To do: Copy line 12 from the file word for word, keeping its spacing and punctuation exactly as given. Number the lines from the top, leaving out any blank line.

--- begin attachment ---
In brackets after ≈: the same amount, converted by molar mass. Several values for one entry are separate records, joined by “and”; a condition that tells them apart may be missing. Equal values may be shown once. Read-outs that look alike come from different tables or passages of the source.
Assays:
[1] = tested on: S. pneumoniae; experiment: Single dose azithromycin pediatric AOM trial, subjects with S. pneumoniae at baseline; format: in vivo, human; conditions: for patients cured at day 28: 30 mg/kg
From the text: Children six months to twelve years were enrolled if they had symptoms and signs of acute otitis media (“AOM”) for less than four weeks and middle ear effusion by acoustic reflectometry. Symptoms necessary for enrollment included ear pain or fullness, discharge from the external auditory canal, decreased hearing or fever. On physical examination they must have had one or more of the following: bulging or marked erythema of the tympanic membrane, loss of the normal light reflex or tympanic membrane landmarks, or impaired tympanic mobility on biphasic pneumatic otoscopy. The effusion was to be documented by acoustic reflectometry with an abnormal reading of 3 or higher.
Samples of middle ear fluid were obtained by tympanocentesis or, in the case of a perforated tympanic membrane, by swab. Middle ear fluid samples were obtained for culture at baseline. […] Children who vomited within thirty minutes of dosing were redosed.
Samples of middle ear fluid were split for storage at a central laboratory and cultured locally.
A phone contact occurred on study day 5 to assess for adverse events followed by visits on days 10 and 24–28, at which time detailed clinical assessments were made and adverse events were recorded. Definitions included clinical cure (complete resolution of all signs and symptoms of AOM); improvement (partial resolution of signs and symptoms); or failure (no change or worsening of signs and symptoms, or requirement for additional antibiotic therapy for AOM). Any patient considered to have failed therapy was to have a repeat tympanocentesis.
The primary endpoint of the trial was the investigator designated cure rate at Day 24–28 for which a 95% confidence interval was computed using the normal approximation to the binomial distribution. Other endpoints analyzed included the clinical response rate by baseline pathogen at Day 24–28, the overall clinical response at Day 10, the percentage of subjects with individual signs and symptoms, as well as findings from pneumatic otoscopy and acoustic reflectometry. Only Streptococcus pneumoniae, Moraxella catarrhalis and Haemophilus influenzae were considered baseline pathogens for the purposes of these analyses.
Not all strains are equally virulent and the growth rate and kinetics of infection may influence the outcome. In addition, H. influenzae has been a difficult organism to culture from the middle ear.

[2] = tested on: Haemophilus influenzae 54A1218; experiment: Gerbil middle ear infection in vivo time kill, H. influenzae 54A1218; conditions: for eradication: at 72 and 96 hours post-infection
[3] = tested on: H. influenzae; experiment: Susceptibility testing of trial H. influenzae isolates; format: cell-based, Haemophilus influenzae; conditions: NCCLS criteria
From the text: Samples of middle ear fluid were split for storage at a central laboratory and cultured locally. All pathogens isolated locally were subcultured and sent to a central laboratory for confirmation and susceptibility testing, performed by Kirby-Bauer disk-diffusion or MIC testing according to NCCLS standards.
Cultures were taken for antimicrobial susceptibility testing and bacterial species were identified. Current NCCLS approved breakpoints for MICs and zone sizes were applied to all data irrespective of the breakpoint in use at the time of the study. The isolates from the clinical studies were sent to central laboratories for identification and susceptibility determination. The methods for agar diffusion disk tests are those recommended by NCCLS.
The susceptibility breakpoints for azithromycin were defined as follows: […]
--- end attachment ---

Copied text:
From the text: Samples of middle ear fluid were split for storage at a central laboratory and cultured locally. All pathogens isolated locally were subcultured and sent to a central laboratory for confirmation and susceptibility testing, performed by Kirby-Bauer disk-diffusion or MIC testing according to NCCLS standards.